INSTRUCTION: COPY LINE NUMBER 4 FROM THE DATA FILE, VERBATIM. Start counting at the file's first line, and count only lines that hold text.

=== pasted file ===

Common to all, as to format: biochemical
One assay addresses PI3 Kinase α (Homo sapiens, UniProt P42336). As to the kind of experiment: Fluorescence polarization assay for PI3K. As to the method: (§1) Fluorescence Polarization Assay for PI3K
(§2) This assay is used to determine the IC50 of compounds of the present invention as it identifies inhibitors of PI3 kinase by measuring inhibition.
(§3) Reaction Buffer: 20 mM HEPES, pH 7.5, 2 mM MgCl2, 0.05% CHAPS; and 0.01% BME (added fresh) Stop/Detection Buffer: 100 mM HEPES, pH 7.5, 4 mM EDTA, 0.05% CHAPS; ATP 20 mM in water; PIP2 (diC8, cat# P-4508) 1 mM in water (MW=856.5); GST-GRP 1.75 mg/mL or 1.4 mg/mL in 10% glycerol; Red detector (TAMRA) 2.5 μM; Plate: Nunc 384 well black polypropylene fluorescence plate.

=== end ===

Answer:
(§3) Reaction Buffer: 20 mM HEPES, pH 7.5, 2 mM MgCl2, 0.05% CHAPS; and 0.01% BME (added fresh) Stop/Detection Buffer: 100 mM HEPES, pH 7.5, 4 mM EDTA, 0.05% CHAPS; ATP 20 mM in water; PIP2 (diC8, cat# P-4508) 1 mM in water (MW=856.5); GST-GRP 1.75 mg/mL or 1.4 mg/mL in 10% glycerol; Red detector (TAMRA) 2.5 μM; Plate: Nunc 384 well black polypropylene fluorescence plate.